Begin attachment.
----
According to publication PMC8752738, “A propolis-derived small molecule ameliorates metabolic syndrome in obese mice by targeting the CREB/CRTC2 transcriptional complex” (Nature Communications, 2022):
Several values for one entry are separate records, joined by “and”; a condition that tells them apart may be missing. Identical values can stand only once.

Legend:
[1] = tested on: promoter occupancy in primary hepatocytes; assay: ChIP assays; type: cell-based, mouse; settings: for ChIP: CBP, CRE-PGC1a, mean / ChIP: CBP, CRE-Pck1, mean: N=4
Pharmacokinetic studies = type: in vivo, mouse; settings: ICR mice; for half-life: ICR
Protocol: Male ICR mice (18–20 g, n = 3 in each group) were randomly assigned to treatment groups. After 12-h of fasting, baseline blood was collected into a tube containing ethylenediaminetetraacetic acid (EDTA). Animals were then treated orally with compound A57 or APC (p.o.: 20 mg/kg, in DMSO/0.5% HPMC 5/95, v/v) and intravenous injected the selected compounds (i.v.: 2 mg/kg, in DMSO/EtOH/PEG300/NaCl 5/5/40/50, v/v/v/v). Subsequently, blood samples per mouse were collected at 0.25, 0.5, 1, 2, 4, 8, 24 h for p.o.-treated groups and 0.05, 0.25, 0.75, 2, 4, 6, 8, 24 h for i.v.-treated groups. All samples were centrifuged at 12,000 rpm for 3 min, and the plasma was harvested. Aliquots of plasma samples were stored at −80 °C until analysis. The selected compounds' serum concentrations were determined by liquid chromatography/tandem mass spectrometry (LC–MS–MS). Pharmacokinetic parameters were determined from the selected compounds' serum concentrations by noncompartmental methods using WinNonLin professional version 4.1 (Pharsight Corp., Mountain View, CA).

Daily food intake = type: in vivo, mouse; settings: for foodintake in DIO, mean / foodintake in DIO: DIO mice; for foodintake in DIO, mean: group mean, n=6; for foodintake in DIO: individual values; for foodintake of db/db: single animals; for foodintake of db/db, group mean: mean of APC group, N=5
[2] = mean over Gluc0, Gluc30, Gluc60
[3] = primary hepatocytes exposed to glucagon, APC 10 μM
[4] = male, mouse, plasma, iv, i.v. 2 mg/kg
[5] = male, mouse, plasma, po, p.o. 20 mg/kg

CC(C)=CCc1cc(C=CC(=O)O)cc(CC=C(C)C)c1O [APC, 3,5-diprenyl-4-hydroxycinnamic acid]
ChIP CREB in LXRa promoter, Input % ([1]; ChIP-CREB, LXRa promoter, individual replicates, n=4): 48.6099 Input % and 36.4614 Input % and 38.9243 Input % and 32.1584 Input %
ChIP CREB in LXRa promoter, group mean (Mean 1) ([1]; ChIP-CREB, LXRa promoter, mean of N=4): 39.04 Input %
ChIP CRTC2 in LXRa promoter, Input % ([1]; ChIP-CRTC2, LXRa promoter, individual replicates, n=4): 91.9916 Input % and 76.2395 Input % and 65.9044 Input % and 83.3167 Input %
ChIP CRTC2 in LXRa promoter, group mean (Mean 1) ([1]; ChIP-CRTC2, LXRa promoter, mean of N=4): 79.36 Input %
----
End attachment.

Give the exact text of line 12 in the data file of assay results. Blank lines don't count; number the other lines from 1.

CC(C)=CCc1cc(C=CC(=O)O)cc(CC=C(C)C)c1O [APC, 3,5-diprenyl-4-hydroxycinnamic acid]